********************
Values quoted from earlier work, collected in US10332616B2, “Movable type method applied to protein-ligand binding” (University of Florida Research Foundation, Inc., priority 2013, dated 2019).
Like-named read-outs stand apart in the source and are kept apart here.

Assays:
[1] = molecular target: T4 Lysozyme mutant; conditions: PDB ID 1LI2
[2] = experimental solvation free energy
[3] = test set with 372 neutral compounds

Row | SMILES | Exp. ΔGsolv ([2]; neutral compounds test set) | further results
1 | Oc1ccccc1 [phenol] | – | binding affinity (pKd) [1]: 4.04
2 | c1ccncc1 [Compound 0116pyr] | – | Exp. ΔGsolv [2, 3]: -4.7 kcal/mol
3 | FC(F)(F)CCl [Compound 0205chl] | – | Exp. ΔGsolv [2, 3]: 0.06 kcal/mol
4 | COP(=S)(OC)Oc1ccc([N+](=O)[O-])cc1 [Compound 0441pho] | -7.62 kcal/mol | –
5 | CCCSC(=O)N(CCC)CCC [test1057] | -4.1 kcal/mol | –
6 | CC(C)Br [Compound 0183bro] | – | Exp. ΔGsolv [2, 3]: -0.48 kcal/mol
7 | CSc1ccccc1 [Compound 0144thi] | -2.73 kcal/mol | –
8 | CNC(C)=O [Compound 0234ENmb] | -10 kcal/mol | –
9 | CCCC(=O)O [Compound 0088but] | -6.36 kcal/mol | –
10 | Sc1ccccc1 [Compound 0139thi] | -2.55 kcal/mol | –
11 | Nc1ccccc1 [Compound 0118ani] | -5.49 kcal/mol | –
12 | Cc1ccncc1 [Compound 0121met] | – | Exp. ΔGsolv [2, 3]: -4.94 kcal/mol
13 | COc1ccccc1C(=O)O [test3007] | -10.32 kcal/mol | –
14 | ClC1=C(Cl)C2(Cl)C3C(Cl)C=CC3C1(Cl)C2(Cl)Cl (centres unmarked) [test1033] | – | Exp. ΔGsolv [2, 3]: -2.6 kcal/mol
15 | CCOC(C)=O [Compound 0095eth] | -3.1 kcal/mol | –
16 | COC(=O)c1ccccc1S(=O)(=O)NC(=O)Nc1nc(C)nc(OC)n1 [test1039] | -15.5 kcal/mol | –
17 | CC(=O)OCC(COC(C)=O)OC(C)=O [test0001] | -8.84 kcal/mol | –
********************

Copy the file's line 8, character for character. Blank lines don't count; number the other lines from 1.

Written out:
1 | Oc1ccccc1 [phenol] | – | binding affinity (pKd) [1]: 4.04